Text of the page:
David F. Seifritz, PGA aka: The Caddis Kid
Treasurer Iroquois Chapter
Favorite Fly: Henryville Caddis
Favorite River: West Canada Creek
Favorite Music: The Grateful Dead
Perfect Day: Fly Fishing from sun-up to sun-down, while smoking a good Cigar!
As a kid growing up in Liverpool the two things I always wanted to do were fish and golf. Golf is now my profession, and fishing my passion, and more precisely fly fishing and fly tying. My dad always said when you find something you love to do and can get paid to do it, that’s Happiness!
As long as I can remember fishing was always on my mind, as a kid at camp in the Adirondacks I would fish every minute of the day I would sit at the end of the dock and cast till my arm was close to falling off. I would fish for anything that swam in the lake or the stream. Around the age of 10, I caught my first trout, a wild brook trout from a stream so cold you couldn’t swim for very long for fear of getting hypothermia. We caught several more that day and when we got home my farther let us know there was no need to keep so many fish, just one or two would do each trip. That was the most beautiful fish I had ever seen. I was hooked as they say, and I put more miles on my bike that summer looking for those small streams and places on the Independence River where those fish were. I couldn’t get enough!
I was first introduced to fly fishing around the age of 13. Our Boy Scout troop had a movie night and the old classic film The Way of the Trout was playing. I will never forget that movie, again I was hooked! I got my hands on a 7 foot telescopic rod, can’t tell you what the weight was, but it was brown. My reel was an old level wind bait casting reel, and I didn’t even have backing just an old level Cortland line tied to the spool that I got from Vad’s Sport shop. My leader was a length of mono, but I taught myself to cast and caught more smallmouth bass out of Pleasant Lake over the next few summers than ever.
My interest for fly tying evolved from my days as a kid, I would make my own lures out of anything I found. I got a little more serious about fly tying in high school, as my good friend Tony and I had just got into Steelhead fishing with noodle rods, we would lose dozens of flies on the Salmon River each time we went out. My parents got me my first fly tying kit from Orvis for my birthday, and away we went, we tied more yarn flies than 10 fisherman could lose. Again I was hooked.
After a few years out west in Southern California, where I spent no time fishing. My wife and I moved back east to the DC area, and I joined the local chapter of TU. The members in that chapter hosted a Fish with a Member trip twice a month, one trip was to Virginia streams and the other to Maryland streams. I soon became very familiar with those streams and fished every chance I could. My favorite stream was The Gunpowder, a tail water stream north of Baltimore. It was all wild browns, catch and release only. I was humbled by that stream and spent many fishless days. However after a lot of reading and countless hours on that stream, talking with other fisherman and making friends with the local fly shop owner, I became what I would call a proficient fly fisherman. The next step was fly tying, I first got into to save money, Ha! what a joke that was, but I also got real serious about tying because the flies I bought were close, but I wanted perfect imitations, that were closer in size and color to what I thought were correct. Can you say hooked again!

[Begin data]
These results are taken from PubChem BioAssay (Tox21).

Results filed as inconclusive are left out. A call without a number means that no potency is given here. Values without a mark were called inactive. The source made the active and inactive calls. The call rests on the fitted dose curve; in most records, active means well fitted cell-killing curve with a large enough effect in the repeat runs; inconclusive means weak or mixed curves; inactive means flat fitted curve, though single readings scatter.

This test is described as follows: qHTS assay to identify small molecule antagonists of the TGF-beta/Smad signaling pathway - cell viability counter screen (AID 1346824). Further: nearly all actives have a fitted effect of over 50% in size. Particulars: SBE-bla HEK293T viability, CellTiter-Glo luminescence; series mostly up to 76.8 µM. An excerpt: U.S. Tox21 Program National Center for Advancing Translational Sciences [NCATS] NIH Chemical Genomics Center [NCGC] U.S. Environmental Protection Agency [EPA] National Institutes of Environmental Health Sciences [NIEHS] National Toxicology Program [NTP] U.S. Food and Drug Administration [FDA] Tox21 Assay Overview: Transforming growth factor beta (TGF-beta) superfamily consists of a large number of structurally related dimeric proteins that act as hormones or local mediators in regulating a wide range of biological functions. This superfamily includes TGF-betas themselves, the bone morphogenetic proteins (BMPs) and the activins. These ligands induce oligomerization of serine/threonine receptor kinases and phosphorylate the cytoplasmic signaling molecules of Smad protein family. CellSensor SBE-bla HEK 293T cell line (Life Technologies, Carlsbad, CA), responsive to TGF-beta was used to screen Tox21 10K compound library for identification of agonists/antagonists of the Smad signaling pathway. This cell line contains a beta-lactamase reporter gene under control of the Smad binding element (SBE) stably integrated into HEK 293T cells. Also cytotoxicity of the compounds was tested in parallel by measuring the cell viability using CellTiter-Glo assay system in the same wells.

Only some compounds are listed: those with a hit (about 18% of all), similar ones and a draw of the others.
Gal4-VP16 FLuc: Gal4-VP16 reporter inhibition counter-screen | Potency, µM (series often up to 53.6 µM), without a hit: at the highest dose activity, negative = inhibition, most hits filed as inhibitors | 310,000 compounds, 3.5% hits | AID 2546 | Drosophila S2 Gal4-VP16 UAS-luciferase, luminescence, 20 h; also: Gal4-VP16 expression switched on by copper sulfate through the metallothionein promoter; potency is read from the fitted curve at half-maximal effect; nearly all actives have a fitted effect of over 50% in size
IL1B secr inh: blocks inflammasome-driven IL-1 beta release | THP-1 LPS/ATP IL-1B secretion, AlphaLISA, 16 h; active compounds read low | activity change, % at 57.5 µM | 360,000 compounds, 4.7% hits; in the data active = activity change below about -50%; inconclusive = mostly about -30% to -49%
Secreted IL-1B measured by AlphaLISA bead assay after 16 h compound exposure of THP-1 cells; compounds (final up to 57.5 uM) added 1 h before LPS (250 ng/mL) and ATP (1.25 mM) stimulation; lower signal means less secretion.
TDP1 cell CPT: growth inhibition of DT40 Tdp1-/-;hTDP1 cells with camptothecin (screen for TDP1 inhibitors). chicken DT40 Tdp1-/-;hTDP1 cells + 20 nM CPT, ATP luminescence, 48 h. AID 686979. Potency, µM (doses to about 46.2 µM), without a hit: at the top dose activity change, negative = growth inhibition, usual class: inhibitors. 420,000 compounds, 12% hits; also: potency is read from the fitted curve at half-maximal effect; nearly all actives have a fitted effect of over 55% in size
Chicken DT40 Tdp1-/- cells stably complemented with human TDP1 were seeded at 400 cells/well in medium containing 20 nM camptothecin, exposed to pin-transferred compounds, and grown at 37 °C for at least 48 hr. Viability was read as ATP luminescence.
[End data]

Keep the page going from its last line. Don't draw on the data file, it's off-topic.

When we moved back to Central New York, I again joined my local chapter of TU, to meet some likeminded people and get the skinny on some local streams. I soon found myself getting involved with and volunteering for chapter projects and events. The next thing was becoming a Board member, then an officer. My time as an officer has had a lasting influence on me and on the projects I have created. The one I’m most proud of is Tie One On. It started from an idea to get a bunch of guys together to tie flies, to our major fund raising event. Like my father said when you find something you love to do and you can get paid to do it that’s happiness. My 12 years back here in CNY and with the Iroquois Chapter have only just begun, I look forward to the next 12.
My view on Catch and Release: I practice catch and release for three reasons, 1. I can lie about how many fish I caught. 2. If I want to eat fish I would rather go to the fish market. 3. Have you ever seen the look on a kids face when he catches a fish, PRICELESS!
I don’t care if you practice catch and release it’s your choice, but please if you fish, DO IT BY THE RULES!